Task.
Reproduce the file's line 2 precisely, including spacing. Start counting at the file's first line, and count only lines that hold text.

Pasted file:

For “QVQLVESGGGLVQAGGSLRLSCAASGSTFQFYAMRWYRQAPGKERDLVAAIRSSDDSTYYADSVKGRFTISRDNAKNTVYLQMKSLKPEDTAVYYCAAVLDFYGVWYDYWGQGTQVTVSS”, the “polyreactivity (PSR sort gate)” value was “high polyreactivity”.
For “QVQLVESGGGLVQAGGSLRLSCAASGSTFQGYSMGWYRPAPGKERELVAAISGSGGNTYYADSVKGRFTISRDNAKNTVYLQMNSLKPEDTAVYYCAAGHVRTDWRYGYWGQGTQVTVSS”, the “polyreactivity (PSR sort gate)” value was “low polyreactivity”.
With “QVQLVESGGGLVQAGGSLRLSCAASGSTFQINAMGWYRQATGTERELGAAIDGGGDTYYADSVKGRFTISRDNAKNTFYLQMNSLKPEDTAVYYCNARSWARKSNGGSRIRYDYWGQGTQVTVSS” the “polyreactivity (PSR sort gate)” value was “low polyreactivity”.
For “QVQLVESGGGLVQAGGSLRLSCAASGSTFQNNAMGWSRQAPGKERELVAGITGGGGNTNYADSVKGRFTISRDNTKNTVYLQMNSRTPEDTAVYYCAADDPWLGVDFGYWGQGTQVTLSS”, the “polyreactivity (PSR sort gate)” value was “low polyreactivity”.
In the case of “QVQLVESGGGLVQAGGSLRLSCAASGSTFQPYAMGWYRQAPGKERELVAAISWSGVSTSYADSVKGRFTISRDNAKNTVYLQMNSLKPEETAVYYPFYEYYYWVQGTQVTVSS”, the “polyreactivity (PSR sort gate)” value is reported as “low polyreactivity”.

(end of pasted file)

For “QVQLVESGGGLVQAGGSLRLSCAASGSTFQGYSMGWYRPAPGKERELVAAISGSGGNTYYADSVKGRFTISRDNAKNTVYLQMNSLKPEDTAVYYCAAGHVRTDWRYGYWGQGTQVTVSS”, the “polyreactivity (PSR sort gate)” value was “low polyreactivity”.